MANTON, Circuit Judge.
The appellee, owner of the Sundback patent, No. 1,322,650, granted November 25, 1919, for a "fastener for slit and other closures," successfully charged the appellant with infringement of claims 4, 5, 13, and 20 in the court below. Appellant challenges the decree entered, claiming that there was no infringement, or, indeed, invention or patentable novelty in what Sundback is said to have invented.
The patent shows the slide-operated separable fastener, old and well known in the art. There are two rows of interlocking or interengaging fastener members on the opposed edges of two pieces of stringers. The slider embraces and runs along these two rows of fastener members, and is formed with two diverging or angularly disposed cam channels, through which the rows of fastener members pass. The movement of the slider along the stringers in one direction will close or lock the fastener members together, and movement of the slider in the other direction will unlock or open the fastener members. These fasteners are made up and sold for attachment to articles such as bags, gloves, shoes, curtains, etc. The stringers are sewed to the edges of the gap or opening which is to be closed and incloses the fasteners. Slide fasteners were old, as illustrated by the patents of the prior art to which we shall refer. But, for the patent in suit, it is claimed that it has a distinct feature of using a woven strip in which the threads run bias or diagonally of the stringer, to enable the tape to stretch or contact more readily than a straight weave, when the fastener is applied to a curved opening, and also the application of a slide-operated fastener to an interior slit or opening closed at both ends.
The infringement charged is the operation of the slide-operated fastener to the interior slit, as distinguished from a slit closed at one end and open at the other end. The infringing article is a tobacco pouch having a slide-operated fastener thereon. The claim is that to use the slide fastener, where the meeting edges are fastened together at one end and left free or open at the other end, is not infringement, but using the same fastener to operate in the same way for the same purpose on the meeting edges, where the meeting edges are sewed together at both ends of the opening, is infringement.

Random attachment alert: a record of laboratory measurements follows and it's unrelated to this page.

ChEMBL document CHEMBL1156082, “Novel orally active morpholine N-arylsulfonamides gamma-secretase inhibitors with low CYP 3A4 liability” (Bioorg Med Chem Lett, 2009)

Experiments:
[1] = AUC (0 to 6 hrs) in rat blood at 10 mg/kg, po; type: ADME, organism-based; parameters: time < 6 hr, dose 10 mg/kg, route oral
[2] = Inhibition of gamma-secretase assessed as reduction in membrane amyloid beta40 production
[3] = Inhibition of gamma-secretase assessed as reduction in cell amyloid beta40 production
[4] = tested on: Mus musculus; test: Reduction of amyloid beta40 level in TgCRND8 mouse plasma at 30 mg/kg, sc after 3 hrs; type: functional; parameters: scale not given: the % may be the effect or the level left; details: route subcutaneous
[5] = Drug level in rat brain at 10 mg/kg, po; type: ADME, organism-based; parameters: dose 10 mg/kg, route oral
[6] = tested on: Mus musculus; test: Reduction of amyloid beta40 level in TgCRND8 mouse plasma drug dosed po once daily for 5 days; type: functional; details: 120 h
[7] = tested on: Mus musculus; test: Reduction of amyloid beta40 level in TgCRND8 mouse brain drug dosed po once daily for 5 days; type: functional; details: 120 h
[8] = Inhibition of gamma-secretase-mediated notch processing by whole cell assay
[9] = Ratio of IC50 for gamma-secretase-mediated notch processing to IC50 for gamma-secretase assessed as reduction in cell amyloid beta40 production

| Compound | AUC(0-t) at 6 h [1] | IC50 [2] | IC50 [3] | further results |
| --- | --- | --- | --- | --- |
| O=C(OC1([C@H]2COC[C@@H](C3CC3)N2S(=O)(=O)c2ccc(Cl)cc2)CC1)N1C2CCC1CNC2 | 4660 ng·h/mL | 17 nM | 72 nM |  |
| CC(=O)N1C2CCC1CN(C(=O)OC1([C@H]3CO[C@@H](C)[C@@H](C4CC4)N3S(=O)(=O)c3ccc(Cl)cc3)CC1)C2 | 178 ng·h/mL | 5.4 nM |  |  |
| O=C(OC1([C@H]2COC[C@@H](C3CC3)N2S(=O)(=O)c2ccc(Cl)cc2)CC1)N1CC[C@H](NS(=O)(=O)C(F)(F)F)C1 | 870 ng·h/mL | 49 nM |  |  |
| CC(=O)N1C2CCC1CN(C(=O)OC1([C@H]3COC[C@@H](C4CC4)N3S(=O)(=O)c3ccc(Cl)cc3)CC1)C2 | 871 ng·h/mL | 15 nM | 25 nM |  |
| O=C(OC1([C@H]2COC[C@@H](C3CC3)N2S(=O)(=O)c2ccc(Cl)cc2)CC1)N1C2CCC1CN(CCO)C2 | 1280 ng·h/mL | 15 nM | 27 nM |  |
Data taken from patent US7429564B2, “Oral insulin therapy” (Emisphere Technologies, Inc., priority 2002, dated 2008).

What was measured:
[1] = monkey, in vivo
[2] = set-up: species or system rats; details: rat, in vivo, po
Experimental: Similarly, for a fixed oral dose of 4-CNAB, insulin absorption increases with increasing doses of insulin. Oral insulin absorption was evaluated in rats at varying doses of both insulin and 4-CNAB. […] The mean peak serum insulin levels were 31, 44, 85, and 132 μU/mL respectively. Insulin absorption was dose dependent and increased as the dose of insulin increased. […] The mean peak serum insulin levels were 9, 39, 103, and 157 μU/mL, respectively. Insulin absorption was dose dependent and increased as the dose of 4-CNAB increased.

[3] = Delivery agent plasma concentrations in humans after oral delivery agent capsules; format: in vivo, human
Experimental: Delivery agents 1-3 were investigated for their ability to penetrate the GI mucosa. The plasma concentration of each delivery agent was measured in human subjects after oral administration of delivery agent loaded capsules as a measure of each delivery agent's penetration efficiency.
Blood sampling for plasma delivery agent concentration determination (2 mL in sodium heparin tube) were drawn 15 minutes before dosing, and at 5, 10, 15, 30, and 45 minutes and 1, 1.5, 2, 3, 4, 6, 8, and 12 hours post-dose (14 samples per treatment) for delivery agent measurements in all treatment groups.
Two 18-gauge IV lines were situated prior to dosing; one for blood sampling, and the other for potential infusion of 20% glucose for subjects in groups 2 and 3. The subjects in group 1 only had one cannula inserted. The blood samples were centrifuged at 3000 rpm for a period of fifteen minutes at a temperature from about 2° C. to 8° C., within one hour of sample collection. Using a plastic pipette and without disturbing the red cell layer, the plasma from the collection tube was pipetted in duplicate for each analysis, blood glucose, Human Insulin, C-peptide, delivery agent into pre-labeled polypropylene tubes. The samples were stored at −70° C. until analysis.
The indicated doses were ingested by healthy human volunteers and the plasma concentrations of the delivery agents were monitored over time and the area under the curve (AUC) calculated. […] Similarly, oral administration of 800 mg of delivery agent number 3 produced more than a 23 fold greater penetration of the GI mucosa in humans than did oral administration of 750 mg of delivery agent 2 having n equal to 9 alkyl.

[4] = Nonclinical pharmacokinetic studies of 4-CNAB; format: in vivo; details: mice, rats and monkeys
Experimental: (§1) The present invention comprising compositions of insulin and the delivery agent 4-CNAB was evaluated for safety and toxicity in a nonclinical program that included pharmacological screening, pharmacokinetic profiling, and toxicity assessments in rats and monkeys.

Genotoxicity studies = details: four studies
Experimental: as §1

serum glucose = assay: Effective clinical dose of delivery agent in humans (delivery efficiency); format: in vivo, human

The claims in suit purport to cover the application of a slide operated to an interior slit. Claim 4, which is typical, reads:
"In a fastener, a body having an interior slit, connecting members on the edges of said slit, and means movable on said edges between the ends of said slit and controlling said members to open and close said slit."
The appellee uses its own form of patented fastener and the appellant uses a fastener of another manufacturer having fastener elements — a pair of deformed, coiled wire springs, forming interlocking members, in place of the separate individual interlocking members used in appellee's fastener. The patent in suit acknowledges that other forms of fasteners, operated by the sliding device, may be used instead of the one referred to in the specifications.
The interior slit refers to any opening closed at both ends, and includes an opening formed between the meeting edge of the seam and closed at both ends, as well as a slit formed in the interior area of a piece of fabric. It is clear that invention is claimed for the application of an old and well-known slide-operated fastener without any change in structure whatever, either in the fastener or the operating parts, to a slit opening which is closed at both ends, as distinguished from a slit closed at one end. The appellee says the interior slit is a gap which is closed at both ends, as distinguished from one closed at one end and open at the other end. The court below found that, when a slit-operated fastener is applied to an interior slit — that is, an opening closed at both ends — the closing movement of the slider as well as its opening movement is necessarily toward and against one of the closed ends. The closed end acts as a stop for the closing movement of the slide, and prevents the stringers from being pulled apart either purposely or accidentally, while the slider is in closed position, and so locks the slit against opening, except by moving the slider back on the stringers away from the closed end.